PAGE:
Several hundred people recently gathered in the central atrium of Bluewater Health to witness the opening of a series of time capsules that were embedded in the brickwork of the recently levelled Sarnia General Hospital.
That included a time capsule from the original hospital in 1895, and another from a new wing added in 1929.
In the early 1950s, the original hospital was torn down and the 1952 final version was built, with its own time capsule embedded in the cornerstone.
For me, the contents grew more interesting as the dates got older – but each capsule contained something of interest.
The first one opened, from 1952, contained a copy of the Holy Bible and Canadian circulating coins of each denomination, including a 1952 silver dollar. A 1950 course book for student nurses recalled the days when the nurses’ residence sat on Essex Street just north of the old hospital
Among a number of 1952 newspapers was a five-cent edition of the Windsor Daily Star, which was widely read in Sarnia in the ‘50s. I had a paper route delivering the Star. The newspaper carried stories about a new polio serum and a Canadian pilot in the Korean conflict.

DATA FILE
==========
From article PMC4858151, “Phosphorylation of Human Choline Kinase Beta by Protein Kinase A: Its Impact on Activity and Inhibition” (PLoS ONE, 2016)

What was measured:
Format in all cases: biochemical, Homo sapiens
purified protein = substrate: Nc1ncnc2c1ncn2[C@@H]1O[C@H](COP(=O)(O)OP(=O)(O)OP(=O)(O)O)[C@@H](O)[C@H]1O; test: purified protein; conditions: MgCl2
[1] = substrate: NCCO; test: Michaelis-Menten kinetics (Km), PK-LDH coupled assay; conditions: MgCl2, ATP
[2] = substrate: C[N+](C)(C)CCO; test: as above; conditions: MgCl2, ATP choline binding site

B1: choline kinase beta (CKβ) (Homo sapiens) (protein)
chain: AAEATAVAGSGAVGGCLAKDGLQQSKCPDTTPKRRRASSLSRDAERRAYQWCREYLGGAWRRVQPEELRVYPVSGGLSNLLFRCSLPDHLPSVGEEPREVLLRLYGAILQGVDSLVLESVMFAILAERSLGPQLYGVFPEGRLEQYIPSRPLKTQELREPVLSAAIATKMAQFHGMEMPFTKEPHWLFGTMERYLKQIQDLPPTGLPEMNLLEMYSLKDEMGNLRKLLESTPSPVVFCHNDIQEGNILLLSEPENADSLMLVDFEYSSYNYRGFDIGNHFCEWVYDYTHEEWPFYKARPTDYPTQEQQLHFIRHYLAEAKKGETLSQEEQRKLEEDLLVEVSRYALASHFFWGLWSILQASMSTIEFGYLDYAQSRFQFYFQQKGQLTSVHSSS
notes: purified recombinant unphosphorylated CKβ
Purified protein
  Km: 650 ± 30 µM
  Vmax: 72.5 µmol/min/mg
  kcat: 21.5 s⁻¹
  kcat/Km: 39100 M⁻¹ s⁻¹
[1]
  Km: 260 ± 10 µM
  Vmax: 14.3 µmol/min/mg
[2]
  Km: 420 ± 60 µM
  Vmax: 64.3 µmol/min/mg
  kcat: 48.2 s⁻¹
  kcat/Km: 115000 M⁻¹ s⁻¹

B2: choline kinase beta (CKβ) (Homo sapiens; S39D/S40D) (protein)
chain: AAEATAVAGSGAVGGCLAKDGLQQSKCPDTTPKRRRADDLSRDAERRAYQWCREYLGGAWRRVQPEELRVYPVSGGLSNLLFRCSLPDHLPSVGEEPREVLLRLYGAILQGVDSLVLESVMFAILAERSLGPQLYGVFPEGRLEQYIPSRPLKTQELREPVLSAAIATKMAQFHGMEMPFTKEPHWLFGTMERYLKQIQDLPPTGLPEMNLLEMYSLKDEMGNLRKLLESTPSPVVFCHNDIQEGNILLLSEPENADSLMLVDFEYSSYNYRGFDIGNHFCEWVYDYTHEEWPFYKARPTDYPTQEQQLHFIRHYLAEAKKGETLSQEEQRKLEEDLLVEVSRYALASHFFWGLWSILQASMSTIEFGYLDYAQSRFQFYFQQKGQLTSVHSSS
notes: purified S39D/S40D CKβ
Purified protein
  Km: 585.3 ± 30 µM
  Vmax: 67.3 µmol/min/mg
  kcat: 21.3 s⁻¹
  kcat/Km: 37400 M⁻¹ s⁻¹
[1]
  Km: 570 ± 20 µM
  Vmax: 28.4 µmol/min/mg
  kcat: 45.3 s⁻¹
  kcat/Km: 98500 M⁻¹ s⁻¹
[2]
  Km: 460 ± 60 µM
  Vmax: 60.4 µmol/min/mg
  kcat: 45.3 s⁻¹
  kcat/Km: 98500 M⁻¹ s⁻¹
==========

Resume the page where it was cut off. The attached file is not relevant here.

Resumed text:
Some U.S. coins were among the Canadian ones included in the 1929 time capsule. A handwritten history of the hospital commission will prove difficult to read for future students of history untrained in reading cursive.
Not until 1936 would the Toronto newspapers The Globe and The Mail and Empire merge to form The Globe and Mail, so it was interesting to see a copy of The Globe from 1929.
It would be even more difficult for the cursive-deprived to read the beautiful calligraphy of a Masonic dedication in the 1895 capsule. Sarnia was a city of only 6,000 souls when the first General Hospital opened, and a time when membership in fraternal organizations was common. The Masons were very involved in the planning for the new hospital. The capsule also included the constitution of the Sons of England Benevolent Society – another fraternal organization of the day.
Several handwritten letters from distinguished citizens illustrated the admirable penmanship of the time. Newspapers included Volume 1, Number 8 of the Sarnia Daily Post, the Saturday Globe, the Daily Mail and Empire, and the Sarnia Canadian.
There was even a Canadian 20 cent coin.
GFive Inc., the Sarnia company that bought and razed the old Sarnia General, was kind enough to turn the time capsules over to Bluewater Health, which replaced both of the city’s old hospitals.
Thanks GFive, for saving these historical artifacts!
Phil Egan is editor-in-chief of the Sarnia Historical Society. Got an interesting tale? Contact him at firstname.lastname@example.org